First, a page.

An insider's look at AWS re:Invent 2014
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Amazon Web Services includes storage services such as Simple Storage Service, Elastic Block Storage, Glacier storage...
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and DynamoDB. These four storage services provide users with a variety of options for storage usage with other services such the AWS Elastic Compute Cloud computing service.
Associated with the storage services are multiple regions that contain multiple availability zones where data and applications reside. The rules about where data can reside, and whether it can be moved from region to region, vary among storage services and impact the choice of storage services for applications.
Customers who move some, or all, of their IT responsibility to the Amazon Web Services (AWS) environment are challenged by the number of parameters associated with the storage services that they need to consider when selecting the appropriate storage service(s) for their applications. These parameters include, but are not limited to: amount of storage needed, storage bandwidth, level of availability, level of durability, charge for data transfer, charge for storage, charge for deletions, use of regions, pricing for each and various other parameters.
Planning for AWS storage use is extremely important and consists of two phases:
- An initial planning phase during which you determine which AWS storage service(s) will best satisfy your application requirements.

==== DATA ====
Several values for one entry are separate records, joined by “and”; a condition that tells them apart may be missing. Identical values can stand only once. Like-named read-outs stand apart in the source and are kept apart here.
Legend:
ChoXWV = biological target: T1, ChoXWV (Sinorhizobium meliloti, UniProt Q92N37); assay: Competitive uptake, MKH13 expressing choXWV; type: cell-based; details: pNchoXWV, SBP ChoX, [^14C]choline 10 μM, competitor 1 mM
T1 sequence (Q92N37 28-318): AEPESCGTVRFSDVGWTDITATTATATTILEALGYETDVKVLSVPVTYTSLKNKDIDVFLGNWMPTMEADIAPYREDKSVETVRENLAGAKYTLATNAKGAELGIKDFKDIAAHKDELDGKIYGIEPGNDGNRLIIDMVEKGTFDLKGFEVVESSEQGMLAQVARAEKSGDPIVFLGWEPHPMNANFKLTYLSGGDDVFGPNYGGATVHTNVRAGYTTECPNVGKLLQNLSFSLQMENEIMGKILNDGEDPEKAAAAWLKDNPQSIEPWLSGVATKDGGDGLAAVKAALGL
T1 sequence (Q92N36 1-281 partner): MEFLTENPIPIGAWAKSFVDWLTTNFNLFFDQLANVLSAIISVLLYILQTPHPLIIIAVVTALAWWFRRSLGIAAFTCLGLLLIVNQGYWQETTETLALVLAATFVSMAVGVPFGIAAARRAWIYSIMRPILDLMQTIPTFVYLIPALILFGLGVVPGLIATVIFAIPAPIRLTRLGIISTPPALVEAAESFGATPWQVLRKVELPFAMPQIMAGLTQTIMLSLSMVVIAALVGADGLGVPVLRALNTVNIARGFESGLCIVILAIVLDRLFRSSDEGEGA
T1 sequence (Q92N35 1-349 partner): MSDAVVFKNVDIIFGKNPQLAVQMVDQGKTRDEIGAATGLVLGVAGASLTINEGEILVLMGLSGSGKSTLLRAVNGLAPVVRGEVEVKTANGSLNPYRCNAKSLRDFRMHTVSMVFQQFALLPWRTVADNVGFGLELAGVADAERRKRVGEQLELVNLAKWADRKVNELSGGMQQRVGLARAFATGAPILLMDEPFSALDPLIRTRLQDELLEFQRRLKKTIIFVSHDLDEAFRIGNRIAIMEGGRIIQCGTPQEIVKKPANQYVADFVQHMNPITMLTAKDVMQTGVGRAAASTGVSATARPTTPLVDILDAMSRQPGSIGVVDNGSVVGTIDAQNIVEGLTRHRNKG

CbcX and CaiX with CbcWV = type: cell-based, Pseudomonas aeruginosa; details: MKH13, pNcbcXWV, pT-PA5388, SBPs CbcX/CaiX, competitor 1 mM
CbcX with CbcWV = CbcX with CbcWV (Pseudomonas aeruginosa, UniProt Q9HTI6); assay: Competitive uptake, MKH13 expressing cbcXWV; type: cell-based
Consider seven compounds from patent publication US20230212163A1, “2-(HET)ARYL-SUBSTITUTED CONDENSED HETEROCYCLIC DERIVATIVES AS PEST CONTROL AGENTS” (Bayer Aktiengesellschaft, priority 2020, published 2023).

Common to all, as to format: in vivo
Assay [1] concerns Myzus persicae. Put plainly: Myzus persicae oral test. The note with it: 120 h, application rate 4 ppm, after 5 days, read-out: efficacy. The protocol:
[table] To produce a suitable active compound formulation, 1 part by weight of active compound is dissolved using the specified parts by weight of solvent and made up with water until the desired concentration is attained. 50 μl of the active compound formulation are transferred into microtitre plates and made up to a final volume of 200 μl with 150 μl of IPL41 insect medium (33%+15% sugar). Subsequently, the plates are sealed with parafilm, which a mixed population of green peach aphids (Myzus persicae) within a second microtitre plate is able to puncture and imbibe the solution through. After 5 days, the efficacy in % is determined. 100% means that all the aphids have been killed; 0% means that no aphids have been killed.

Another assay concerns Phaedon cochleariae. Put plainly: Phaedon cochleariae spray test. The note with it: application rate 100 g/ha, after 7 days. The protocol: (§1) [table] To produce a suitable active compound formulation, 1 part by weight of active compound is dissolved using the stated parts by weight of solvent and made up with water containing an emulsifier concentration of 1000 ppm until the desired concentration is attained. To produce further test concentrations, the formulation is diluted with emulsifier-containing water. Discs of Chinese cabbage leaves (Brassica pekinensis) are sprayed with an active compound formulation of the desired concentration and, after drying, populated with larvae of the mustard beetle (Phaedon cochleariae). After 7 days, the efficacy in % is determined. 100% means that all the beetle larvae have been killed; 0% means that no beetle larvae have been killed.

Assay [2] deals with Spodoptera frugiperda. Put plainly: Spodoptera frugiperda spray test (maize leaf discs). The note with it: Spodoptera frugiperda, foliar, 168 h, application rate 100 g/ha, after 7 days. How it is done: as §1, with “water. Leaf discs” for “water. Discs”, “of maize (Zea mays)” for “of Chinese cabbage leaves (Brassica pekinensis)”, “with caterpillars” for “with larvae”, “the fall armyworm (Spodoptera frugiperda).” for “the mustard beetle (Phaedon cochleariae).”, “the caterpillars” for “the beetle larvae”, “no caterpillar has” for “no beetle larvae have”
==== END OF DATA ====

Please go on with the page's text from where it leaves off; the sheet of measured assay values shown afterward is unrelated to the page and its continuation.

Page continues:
- Ongoing planning after deployment on AWS storage.
Planning with respect to AWS storage use is ongoing because application needs may change, you may be adding new applications, and Amazon makes frequent changes to its storage services, including pricing.
Selecting the most appropriate AWS storage service for an application is a challenge for many customers because in most cases each service has its own variations on bandwidth, level of availability, level of durability, charge for data transfer, charge for storage, charge for deletions, use of regions, pricing, etc.
This article provides summary characteristics and tips around the selection of storage services based on the needs of applications. A short description of each of the four AWS storage services is provided below to help users intelligently select which services will work best for them.
Simple Storage Service
Amazon Simple Storage Service (S3) is an object storage service used in a large variety of applications for creating, retrieving and deleting objects. S3 is appropriate for unstructured data objects where the data is considered a string of bits. Every S3 object has a unique URL. S3 gives an organization the opportunity to offload some or all of its storage infrastructure onto the AWS EC2 service.
S3 is the most flexible storage service that AWS provides, allowing you to use it for numerous use cases as well as for archiving and backing up critical data in an organization. Most users do not access S3 objects via the AWS API (application programming interface). Instead, objects are usually accessed by a higher-level tool or application that provides an easier-to-use interface for manipulating S3 objects. These can be accessed external from AWS via URLs over the Internet as well as internally with other AWS services such as EC2.
Users tend to use S3 as secure, location-independent storage. Another common personal use is to back up local files. Companies use S3 to store user manuals, company videos and presentations, etc. S3 objects are created, retrieved and deleted.
With S3, you specify a region where a bucket is created that contains objects (limited to 5 terabytes in object size) that can be written, read, deleted and listed. Multiple buckets can be created in a region with an unlimited number of objects per bucket. Different AWS regions can be chosen for regulatory compliance requirements, performance, service-level agreements, cost and redundancy with authentication mechanisms including encryption. Unlike EBS-based storage, while S3 objects are created in a specific region, they can be accessed from anywhere.